Short bio: Computer Scientist, FOSS supporter (read more)
Tux Machines (TM)-specific
It didn't take long after installing Canonical Ltd.'s Ubuntu 7.10 version of Linux for me to decide I liked what I saw. A quick tour of the Applications, Places, and System menus indicated that converting from Windows to Linux would be relatively seemless. The only fly in the ointment was my inability to get any of three wireless adapters to work with the OS.
World-class applications without paying a dime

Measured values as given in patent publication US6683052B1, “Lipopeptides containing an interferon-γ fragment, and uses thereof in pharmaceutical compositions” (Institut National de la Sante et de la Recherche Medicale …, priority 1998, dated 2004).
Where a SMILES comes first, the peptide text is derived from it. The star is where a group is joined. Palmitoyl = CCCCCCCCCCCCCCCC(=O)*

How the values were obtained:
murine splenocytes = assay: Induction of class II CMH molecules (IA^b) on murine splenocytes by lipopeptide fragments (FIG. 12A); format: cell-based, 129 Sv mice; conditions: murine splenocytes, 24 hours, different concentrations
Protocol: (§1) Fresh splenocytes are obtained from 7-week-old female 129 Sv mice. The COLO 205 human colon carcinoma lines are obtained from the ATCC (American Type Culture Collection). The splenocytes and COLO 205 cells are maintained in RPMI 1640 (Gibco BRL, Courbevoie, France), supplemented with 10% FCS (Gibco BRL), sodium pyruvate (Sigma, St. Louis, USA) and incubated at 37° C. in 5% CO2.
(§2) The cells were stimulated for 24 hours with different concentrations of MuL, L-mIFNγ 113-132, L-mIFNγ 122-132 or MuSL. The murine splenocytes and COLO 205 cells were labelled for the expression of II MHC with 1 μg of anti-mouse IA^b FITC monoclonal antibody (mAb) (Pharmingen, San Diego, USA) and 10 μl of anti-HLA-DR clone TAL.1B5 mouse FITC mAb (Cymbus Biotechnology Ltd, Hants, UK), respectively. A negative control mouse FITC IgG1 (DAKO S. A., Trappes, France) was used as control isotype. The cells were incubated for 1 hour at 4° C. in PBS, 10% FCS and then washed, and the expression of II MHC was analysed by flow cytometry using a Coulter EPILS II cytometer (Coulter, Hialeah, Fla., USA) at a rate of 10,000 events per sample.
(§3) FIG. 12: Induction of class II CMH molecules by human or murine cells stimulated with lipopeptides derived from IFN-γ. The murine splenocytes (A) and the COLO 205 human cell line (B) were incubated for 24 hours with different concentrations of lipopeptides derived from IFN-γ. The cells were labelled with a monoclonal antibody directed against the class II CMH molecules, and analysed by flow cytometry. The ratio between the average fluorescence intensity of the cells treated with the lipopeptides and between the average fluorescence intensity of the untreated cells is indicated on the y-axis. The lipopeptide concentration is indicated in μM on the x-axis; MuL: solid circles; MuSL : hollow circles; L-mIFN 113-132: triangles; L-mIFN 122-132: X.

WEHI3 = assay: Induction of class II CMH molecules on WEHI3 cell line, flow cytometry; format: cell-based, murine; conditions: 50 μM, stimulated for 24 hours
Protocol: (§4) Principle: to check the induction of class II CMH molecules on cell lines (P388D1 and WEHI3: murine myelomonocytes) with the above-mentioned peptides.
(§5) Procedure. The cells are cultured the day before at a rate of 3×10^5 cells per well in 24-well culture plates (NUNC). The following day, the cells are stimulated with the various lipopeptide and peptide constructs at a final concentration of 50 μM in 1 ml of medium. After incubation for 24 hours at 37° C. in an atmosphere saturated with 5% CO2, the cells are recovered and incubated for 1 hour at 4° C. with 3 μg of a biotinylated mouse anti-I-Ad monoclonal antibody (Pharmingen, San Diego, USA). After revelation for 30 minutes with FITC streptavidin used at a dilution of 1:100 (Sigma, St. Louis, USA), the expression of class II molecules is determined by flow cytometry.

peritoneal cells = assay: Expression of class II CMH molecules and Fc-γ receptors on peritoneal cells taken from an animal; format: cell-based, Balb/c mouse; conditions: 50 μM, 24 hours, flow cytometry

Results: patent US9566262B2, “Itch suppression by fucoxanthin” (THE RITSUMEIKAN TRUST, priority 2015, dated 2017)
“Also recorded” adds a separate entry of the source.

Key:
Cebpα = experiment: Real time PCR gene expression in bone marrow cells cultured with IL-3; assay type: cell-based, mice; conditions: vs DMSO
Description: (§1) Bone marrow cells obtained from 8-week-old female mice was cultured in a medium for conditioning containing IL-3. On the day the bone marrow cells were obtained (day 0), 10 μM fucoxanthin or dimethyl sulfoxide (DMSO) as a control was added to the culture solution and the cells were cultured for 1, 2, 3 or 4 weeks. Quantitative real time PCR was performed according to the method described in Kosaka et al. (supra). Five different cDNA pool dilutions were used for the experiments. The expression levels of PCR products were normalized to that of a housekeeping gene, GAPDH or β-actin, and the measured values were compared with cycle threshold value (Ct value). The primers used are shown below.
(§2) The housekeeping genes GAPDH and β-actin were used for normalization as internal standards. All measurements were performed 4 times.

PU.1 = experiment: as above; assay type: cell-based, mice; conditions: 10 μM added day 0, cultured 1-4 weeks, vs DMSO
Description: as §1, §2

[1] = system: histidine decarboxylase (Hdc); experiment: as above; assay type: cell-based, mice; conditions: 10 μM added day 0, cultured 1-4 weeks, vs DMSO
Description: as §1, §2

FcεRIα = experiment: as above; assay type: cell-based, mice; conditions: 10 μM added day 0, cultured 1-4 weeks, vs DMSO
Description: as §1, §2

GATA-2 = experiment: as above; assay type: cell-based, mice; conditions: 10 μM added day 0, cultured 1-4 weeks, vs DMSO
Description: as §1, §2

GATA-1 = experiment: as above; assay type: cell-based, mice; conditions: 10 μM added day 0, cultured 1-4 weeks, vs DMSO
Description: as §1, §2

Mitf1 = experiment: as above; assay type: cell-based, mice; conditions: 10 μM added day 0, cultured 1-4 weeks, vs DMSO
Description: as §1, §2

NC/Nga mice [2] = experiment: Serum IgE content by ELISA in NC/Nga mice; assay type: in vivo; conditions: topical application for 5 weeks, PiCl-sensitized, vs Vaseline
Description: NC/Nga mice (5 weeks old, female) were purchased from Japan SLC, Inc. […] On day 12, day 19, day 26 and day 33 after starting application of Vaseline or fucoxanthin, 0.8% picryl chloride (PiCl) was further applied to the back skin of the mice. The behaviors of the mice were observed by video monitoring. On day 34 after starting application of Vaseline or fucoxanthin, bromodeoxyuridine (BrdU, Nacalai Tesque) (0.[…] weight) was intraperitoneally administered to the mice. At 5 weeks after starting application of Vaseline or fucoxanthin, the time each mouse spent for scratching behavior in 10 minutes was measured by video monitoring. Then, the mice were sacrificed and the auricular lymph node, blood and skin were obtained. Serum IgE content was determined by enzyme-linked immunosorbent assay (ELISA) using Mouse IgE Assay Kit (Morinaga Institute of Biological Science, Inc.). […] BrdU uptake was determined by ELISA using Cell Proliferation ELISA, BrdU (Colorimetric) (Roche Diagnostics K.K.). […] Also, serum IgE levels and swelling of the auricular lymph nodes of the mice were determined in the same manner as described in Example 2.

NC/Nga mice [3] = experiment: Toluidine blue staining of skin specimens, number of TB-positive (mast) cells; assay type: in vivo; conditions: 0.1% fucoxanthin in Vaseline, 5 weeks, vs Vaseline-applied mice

I expected to find the Mozilla Firefox browser bundled with Ubuntu, and seeing links on the Applications*Office menu to OpenOffice.org's Database, Presentation, Spreadsheet, and Word Processor apps--all of which are compatible with their Microsoft Office equivalents--was no surprise. But some of Ubuntu's other built-in programs were a nice bonus: the F-Spot Photo Manager, GIMP Image Editor, OpenOffice.org Drawing app, and XSane Image Scanner give you all the graphics functions you're likely to need; and for audio and video processing, you get Movie Player, Rhythmbox Music Player, Serpentine Audio CD-Creator, Sound Juicer CD Extractor, and Sound Recorder.